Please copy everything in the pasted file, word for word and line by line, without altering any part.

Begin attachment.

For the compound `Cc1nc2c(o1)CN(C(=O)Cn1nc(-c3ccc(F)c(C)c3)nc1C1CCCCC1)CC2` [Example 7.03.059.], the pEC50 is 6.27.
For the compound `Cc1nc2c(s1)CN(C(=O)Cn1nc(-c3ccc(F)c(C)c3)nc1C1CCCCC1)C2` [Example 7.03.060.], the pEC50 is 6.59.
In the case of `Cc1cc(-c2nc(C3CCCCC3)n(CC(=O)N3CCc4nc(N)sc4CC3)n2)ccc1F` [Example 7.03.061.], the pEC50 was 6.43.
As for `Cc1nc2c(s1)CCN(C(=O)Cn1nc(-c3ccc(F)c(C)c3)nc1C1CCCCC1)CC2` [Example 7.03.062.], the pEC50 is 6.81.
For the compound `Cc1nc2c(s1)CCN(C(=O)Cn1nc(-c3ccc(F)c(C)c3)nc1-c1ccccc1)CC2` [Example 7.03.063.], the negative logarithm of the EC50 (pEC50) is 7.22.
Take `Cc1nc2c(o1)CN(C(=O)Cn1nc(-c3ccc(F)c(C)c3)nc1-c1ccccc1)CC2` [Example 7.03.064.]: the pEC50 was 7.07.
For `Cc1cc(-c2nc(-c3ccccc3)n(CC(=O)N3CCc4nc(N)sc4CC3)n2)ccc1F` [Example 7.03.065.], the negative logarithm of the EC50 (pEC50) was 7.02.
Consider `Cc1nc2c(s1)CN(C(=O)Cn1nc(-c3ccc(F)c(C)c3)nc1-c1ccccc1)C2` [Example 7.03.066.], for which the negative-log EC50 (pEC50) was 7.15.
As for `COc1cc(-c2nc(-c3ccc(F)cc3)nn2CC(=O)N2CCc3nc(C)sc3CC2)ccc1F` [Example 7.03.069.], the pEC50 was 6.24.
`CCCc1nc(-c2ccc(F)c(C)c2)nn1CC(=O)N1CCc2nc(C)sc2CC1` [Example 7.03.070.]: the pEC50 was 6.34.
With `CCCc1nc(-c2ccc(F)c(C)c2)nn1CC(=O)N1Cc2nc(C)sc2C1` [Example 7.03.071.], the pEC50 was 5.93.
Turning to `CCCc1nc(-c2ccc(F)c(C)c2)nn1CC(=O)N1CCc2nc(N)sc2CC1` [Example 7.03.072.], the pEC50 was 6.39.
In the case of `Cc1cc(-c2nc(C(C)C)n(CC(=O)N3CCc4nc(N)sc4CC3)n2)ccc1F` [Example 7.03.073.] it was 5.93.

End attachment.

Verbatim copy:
For the compound `Cc1nc2c(o1)CN(C(=O)Cn1nc(-c3ccc(F)c(C)c3)nc1C1CCCCC1)CC2` [Example 7.03.059.], the pEC50 is 6.27.
For the compound `Cc1nc2c(s1)CN(C(=O)Cn1nc(-c3ccc(F)c(C)c3)nc1C1CCCCC1)C2` [Example 7.03.060.], the pEC50 is 6.59.
In the case of `Cc1cc(-c2nc(C3CCCCC3)n(CC(=O)N3CCc4nc(N)sc4CC3)n2)ccc1F` [Example 7.03.061.], the pEC50 was 6.43.
As for `Cc1nc2c(s1)CCN(C(=O)Cn1nc(-c3ccc(F)c(C)c3)nc1C1CCCCC1)CC2` [Example 7.03.062.], the pEC50 is 6.81.
For the compound `Cc1nc2c(s1)CCN(C(=O)Cn1nc(-c3ccc(F)c(C)c3)nc1-c1ccccc1)CC2` [Example 7.03.063.], the negative logarithm of the EC50 (pEC50) is 7.22.
Take `Cc1nc2c(o1)CN(C(=O)Cn1nc(-c3ccc(F)c(C)c3)nc1-c1ccccc1)CC2` [Example 7.03.064.]: the pEC50 was 7.07.
For `Cc1cc(-c2nc(-c3ccccc3)n(CC(=O)N3CCc4nc(N)sc4CC3)n2)ccc1F` [Example 7.03.065.], the negative logarithm of the EC50 (pEC50) was 7.02.
Consider `Cc1nc2c(s1)CN(C(=O)Cn1nc(-c3ccc(F)c(C)c3)nc1-c1ccccc1)C2` [Example 7.03.066.], for which the negative-log EC50 (pEC50) was 7.15.
As for `COc1cc(-c2nc(-c3ccc(F)cc3)nn2CC(=O)N2CCc3nc(C)sc3CC2)ccc1F` [Example 7.03.069.], the pEC50 was 6.24.
`CCCc1nc(-c2ccc(F)c(C)c2)nn1CC(=O)N1CCc2nc(C)sc2CC1` [Example 7.03.070.]: the pEC50 was 6.34.
With `CCCc1nc(-c2ccc(F)c(C)c2)nn1CC(=O)N1Cc2nc(C)sc2C1` [Example 7.03.071.], the pEC50 was 5.93.
Turning to `CCCc1nc(-c2ccc(F)c(C)c2)nn1CC(=O)N1CCc2nc(N)sc2CC1` [Example 7.03.072.], the pEC50 was 6.39.
In the case of `Cc1cc(-c2nc(C(C)C)n(CC(=O)N3CCc4nc(N)sc4CC3)n2)ccc1F` [Example 7.03.073.] it was 5.93.